My kung-fu imagination was short lived however, I was easily lifted in the air by my father who had heard all this Hulla-balloo from our balcony and had come down in order to save his nose. In that moment, I expected Rahul to pretend and cry but he did something more evil…more devilish. He said something to my father which drained all the vengeance from my body and left me weak. It made me lose my power over him.

“Uncle, your daughter was going to elope with this dhobi.”

I never saw such freckles on my father’s forehead before. I wished Rahul’s mother, Mrs Raini should have been there too so that I could have blurted out something similarly ridiculous. I fantasized tortures for Rahul, that night. But what seed had been sown in my father’s conscience was inevitable to extract. I was no longer allowed to meet Ballu and his brothers. Was slapped if I tried to retort back in my classic rogue attitude. Wasn’t even allowed to visit the park anymore. The only relief to me was watching them play in the park, which was thankfully visible from our balcony.

Rahul however came back with his pretentiousness, which I expected from him, the day I met him. He apologized and tried to be my friend which I accepted, partly because I had no friends after leaving Ballu, Shiva and Samar and mostly because I wanted to make Ballu jealous.

I would then, take Rahul to our balcony and he would laugh wickedly at my traditional role of teaching and captainship. Rahul, unlike Ballu became “Sindbadh” the lousy sailor and continued with his pompousness from which I grew unbearably frustrated and thereby, managed to do away with him in most polite gestures and signs.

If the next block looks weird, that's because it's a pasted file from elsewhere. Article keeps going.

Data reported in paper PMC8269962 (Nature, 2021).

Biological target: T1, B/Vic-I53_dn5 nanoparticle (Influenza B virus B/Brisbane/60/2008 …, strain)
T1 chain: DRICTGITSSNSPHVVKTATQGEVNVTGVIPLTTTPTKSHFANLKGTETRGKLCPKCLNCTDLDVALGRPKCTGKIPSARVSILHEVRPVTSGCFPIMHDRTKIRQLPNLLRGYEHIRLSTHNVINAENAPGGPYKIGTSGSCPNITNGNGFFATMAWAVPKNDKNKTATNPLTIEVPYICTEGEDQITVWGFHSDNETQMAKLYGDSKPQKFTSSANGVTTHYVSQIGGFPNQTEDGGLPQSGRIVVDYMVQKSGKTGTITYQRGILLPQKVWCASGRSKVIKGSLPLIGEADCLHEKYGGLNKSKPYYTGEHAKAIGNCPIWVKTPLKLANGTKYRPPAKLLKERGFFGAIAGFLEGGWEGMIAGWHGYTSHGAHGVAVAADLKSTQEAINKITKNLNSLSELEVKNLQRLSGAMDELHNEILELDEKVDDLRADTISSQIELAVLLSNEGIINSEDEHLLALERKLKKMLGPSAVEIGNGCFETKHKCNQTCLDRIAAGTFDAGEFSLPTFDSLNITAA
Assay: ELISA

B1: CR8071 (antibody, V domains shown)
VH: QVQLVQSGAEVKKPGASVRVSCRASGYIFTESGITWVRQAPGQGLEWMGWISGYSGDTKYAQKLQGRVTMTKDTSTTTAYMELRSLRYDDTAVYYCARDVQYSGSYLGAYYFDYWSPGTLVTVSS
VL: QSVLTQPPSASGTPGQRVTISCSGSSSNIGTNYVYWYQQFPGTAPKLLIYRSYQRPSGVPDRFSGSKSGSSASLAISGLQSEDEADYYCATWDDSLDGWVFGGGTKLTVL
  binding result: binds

I wasn’t melancholic however, I had outgrown a lot of things as I reached the age of sixteen. Rahul , fortunately, found other friends to irritate and show-off his gadgets. Ballu or I should say Bamun, was least of anyone that I saw. But somedays, my mother would become kind enough and she would let me meet Shiva and Samar, given that I shared a childhood with them. But to they all have changed, so tremendously that it was like some sorcery to my imagination. Their sculptures dripped with toil. They were much taller and much serious than before. Our ship was then, naturally abandoned with any kind of projects of inventions. More wilderness replaced our playing spots of Municipality park. Ballu had left his A B C s, long time ago and I couldn’t help but wondering how, he would never understand the world the way I do, even though once we thought our perceptions were the most alike in the whole world. We always thought we would grow up merrily and then the four of us will decide to  visit some place where grown-ups can afford to go, somewhere like a beach or maybe foreign. How ridiculous, it seems now.